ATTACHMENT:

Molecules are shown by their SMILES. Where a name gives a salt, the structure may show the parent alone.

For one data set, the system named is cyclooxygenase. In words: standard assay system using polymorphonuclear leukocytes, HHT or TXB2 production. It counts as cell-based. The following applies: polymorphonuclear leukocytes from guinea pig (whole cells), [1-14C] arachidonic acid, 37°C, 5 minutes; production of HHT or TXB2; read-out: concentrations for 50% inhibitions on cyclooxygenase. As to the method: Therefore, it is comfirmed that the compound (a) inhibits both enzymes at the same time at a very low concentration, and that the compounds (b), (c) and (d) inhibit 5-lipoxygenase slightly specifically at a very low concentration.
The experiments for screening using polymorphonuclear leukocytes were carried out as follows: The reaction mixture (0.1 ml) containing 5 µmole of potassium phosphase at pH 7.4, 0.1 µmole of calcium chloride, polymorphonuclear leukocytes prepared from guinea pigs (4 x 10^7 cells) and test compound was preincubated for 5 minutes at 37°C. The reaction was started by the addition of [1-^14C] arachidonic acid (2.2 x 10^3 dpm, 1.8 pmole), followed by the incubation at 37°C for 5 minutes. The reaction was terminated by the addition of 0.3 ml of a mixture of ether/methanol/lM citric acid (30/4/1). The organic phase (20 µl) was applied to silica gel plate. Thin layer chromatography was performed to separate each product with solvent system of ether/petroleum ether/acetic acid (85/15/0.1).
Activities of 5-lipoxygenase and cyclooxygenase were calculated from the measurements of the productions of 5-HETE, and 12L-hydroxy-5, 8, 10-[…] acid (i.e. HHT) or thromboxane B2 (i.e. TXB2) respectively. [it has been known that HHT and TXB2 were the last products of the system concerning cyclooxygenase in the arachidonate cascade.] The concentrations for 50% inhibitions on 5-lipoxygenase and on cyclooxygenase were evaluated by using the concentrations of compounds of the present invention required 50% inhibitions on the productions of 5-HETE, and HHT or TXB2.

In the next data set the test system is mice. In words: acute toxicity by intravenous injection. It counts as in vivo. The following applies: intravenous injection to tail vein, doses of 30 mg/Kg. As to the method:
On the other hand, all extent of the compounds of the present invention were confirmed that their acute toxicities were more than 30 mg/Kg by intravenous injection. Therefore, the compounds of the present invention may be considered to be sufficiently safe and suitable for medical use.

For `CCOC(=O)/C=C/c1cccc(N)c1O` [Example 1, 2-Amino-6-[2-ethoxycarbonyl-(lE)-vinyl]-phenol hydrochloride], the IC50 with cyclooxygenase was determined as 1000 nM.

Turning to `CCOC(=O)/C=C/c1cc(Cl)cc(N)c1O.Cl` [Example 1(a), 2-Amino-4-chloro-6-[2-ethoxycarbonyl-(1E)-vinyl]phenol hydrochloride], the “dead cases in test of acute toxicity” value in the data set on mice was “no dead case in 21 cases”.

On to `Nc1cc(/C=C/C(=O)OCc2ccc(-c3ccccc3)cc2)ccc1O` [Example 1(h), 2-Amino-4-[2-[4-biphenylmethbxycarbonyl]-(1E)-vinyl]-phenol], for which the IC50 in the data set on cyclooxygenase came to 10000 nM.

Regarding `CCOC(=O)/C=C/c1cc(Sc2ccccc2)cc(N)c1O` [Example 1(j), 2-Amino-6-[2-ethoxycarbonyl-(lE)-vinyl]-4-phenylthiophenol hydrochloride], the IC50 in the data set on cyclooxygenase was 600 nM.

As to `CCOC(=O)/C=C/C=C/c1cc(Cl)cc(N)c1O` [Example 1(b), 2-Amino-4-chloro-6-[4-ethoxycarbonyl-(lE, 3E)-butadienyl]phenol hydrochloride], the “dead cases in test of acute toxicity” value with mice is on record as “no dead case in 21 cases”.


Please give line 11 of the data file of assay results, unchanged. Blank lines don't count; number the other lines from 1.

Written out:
As to `CCOC(=O)/C=C/C=C/c1cc(Cl)cc(N)c1O` [Example 1(b), 2-Amino-4-chloro-6-[4-ethoxycarbonyl-(lE, 3E)-butadienyl]phenol hydrochloride], the “dead cases in test of acute toxicity” value with mice is on record as “no dead case in 21 cases”.